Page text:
Acting on a tip from a concerned citizen and a complaint filed by PETA India, the West Bengal Forest Department seized four parakeets on 2 August 2021 from two families in Salt Lake, Kolkata, who were keeping them in custody illegally. The officials registered a preliminary offence report under sections 9, 39, 40, 44, and 49 of the Wildlife Protection Act (WPA), 1972. Parakeets are protected under the WPA, and capturing and keeping them is a punishable offence. At the time of the seizure, the birds were found to be crammed into small cages.
The birds are currently being kept at the forest department’s rescue center and are expected to be released into their natural habitat after they’ve been examined by a veterinarian.
In nature, birds engage in social activities, such as taking sand baths, playing hide-and-seek, dancing, building nests with their mates, and nurturing their young. But when they’re caged, these vibrant animals become depressed and withdrawn. They often over-preen themselves to the point of mutilation. Some people force birds to endure wing clipping so that they can’t fly away, yet flying is as natural and important to them as walking is to humans. Birds are captured, packed into small boxes, and shipped to be sold into captivity, and many suffer and die in transit, usually from broken wings or legs, dehydration, starvation, or stress.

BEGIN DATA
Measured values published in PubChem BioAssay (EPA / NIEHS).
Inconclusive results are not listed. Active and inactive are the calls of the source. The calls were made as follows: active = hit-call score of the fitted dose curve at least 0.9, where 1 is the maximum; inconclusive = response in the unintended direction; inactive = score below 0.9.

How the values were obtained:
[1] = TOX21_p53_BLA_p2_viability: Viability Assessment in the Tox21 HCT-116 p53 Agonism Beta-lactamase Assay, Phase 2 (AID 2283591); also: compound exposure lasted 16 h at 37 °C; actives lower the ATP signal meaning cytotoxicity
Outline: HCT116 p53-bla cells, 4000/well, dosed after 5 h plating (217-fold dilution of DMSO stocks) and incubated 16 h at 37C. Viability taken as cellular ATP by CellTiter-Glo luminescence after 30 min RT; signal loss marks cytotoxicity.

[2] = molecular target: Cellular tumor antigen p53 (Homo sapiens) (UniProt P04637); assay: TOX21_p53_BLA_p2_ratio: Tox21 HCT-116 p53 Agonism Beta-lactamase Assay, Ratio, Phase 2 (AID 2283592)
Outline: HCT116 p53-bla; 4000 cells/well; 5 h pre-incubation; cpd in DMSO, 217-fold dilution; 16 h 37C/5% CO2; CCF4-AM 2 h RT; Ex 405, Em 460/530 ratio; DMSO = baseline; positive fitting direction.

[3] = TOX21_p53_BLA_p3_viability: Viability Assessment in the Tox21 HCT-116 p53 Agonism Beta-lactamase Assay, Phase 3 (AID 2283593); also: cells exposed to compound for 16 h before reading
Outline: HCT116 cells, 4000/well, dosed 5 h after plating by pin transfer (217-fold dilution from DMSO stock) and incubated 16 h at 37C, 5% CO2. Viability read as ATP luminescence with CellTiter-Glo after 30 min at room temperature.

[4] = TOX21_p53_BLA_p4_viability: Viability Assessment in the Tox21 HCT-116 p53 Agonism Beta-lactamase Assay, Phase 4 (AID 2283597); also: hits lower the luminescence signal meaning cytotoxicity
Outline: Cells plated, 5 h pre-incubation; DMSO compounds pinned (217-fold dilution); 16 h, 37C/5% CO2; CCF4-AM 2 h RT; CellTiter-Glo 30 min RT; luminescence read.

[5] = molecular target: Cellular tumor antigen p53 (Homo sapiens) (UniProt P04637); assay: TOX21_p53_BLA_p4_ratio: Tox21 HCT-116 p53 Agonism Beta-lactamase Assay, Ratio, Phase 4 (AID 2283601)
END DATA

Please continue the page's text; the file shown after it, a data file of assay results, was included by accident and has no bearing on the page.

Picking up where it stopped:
Wild animals belong in their natural habitat, and exploiting them for profit or keeping them in captivity as “pets” is both morally wrong and punishable. The WPA prohibits the capture and trade of indigenous birds in India. An offence involving parakeets protected under Schedule I is punishable with a minimum of three years in prison, which may be extended to up to seven years, and with a fine of at least Rs 10,000, while an offence involving parakeets protected under Schedule IV may lead to imprisonment for up to three years, a fine of up to Rs 25,000, or both. In addition, Section 11 of The Prevention of Cruelty to Animals Act, 1960, makes it illegal to keep an animal in a cage or receptacle that doesn’t offer a reasonable opportunity for movement, which for birds includes flight.
You Can Help:
- Refuse to buy or cage birds.
- If you have a bird you would like to rehabilitate so it can be set free or give to a suitable sanctuary for a better life, please do so only by working with a local forest department or an animal protection group.